For more than half a century, scientific space missions have provided the experimental underpinning for advances in space plasma physics. In-situ and remote observations have revealed an incredible variety of processes throughout the heliosphere and beyond, including the solar corona, solar wind, planetary magnetospheres, and local interstellar medium. These range from large-scale and transient heliospheric structures to common plasma processes, such as turbulence, instabilities, particle acceleration, reconnection, waves, shocks, dissipation. These phenomena have been widely studied but remain to be fully understood, both in their fundamental nature and in the role that they play in our heliosphere.

Each new mission so far has answered many questions and changed our perspective, driving forward our understanding of space plasmas, but has also given rise to many new questions about how our solar system works. Recent examples are the NASA missions MMS and Parker Solar Probe; the variety of new phenomena discovered and their complex nature has stimulated much interest and activity within the community while raising new fundamental questions about space plasmas. While awaiting new insights from the recently launched ESA spacecraft Solar Orbiter and Bepi Colombo, many in the community are working on innovative concepts for future space missions, both in response to theoretical and numerical advances and also in light of the most recent observations. Recently, the European Space Agency launched its long-term planning exercise, Voyage 2050, with a call for white papers. In the USA, the NASA/NSF/NOAA Heliophysics 2050 exercise is taking place to examine the long-term goals for the community.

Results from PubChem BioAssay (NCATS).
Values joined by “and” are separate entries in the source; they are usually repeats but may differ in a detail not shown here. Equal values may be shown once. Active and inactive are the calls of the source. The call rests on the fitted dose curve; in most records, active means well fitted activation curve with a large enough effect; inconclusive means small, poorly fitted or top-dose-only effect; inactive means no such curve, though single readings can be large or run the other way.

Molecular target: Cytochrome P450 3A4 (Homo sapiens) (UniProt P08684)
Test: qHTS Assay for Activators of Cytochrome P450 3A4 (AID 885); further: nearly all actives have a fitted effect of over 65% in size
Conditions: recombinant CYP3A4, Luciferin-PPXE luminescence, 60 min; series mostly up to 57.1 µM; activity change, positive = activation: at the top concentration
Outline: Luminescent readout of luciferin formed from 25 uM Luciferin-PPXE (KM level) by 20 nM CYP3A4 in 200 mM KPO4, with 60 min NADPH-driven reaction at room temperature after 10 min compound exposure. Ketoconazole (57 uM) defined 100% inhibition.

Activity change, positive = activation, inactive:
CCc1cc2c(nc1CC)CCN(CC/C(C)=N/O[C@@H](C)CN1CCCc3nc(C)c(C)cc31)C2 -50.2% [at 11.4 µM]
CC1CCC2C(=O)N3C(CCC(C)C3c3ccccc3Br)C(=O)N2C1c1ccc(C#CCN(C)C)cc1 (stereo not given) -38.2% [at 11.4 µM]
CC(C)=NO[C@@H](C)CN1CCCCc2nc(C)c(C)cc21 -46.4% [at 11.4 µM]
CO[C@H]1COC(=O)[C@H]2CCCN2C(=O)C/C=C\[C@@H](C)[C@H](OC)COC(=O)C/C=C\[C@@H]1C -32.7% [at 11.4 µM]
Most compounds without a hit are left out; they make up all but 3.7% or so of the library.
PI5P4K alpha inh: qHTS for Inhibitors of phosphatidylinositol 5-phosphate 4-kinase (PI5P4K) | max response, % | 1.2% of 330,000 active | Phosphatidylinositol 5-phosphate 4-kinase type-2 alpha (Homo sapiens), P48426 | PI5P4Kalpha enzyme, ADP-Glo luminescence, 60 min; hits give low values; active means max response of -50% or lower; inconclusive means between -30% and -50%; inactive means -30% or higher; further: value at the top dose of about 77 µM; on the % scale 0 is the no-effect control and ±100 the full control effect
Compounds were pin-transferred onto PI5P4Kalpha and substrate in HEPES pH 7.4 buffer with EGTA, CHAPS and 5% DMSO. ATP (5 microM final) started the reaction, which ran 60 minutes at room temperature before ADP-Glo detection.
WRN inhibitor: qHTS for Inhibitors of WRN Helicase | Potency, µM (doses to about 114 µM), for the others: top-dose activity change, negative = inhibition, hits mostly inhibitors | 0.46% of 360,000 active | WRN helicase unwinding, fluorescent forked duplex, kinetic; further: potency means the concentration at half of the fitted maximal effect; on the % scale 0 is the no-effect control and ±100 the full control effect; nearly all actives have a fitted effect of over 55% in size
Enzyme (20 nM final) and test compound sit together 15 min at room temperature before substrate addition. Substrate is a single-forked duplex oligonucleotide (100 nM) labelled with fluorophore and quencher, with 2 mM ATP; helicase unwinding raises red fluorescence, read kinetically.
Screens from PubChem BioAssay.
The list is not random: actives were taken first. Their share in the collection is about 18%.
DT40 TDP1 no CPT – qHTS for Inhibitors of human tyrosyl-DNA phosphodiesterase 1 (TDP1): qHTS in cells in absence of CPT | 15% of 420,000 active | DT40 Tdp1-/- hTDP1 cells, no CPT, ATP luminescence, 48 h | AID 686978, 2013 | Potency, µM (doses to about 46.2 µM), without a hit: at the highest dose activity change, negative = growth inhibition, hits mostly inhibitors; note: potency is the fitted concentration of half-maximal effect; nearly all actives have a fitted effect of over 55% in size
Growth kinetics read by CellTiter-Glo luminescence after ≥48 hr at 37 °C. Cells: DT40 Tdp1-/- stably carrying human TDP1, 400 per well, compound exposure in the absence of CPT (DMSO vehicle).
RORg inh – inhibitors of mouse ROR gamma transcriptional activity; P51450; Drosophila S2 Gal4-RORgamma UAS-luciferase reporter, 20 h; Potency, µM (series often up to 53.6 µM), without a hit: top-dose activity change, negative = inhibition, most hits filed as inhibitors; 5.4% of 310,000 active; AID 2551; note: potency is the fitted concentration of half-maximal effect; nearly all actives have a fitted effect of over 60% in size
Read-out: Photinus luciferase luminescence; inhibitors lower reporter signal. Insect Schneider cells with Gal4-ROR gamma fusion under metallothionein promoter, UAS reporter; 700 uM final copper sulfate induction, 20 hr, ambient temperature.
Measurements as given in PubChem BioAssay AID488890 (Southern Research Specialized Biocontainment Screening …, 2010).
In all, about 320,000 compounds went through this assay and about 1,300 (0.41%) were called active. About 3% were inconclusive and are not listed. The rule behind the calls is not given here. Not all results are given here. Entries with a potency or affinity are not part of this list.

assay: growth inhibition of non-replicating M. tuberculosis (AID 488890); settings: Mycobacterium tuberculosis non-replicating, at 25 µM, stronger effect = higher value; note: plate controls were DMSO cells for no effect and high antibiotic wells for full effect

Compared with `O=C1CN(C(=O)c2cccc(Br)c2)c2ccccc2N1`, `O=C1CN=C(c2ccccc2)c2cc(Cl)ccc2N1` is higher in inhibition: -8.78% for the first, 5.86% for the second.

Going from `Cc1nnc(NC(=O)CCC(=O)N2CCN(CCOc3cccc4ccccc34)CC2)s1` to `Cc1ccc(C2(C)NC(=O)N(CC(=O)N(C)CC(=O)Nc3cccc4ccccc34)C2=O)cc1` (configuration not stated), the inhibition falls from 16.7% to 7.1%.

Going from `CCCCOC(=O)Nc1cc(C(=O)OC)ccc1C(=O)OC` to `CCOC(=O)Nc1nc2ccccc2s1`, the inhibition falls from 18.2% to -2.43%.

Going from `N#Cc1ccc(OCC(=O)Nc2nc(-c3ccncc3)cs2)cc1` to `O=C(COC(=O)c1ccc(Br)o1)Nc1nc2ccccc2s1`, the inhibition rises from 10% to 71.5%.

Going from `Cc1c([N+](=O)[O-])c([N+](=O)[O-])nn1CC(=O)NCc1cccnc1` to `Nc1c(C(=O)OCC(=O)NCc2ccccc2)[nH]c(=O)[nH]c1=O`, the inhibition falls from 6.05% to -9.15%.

This Research Topic, open for submissions in both Frontiers in Astronomy and Space Sciences and Frontiers in Physics, aims at collecting innovative ideas, white papers and recent results suggesting the need for innovative space measurements. These should be presented as Perspective, Review, Mini Review, Methods, Specialty Grand Challenge, Technology and Code, Brief Research Report, Opinion or Original Research papers, demonstrating the current and future open challenges in space plasma physics, and the proposed approaches to address them.


Keywords: Space plasmas, Heliosphere, Space missions, Experimental space plasmas, Challenges


Important Note: All contributions to this Research Topic must be within the scope of the section and journal to which they are submitted, as defined in their mission statements. Frontiers reserves the right to guide an out-of-scope manuscript to a more suitable section or journal at any stage of peer review.

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Submission Deadlines

21 June 2020 Abstract
19 October 2020 Manuscript

Participating Journals

Manuscripts can be submitted to this Research Topic via the following journals:

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Topic Editors

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Submission Deadlines

21 June 2020 Abstract
19 October 2020 Manuscript

Participating Journals

Manuscripts can be submitted to this Research Topic via the following journals: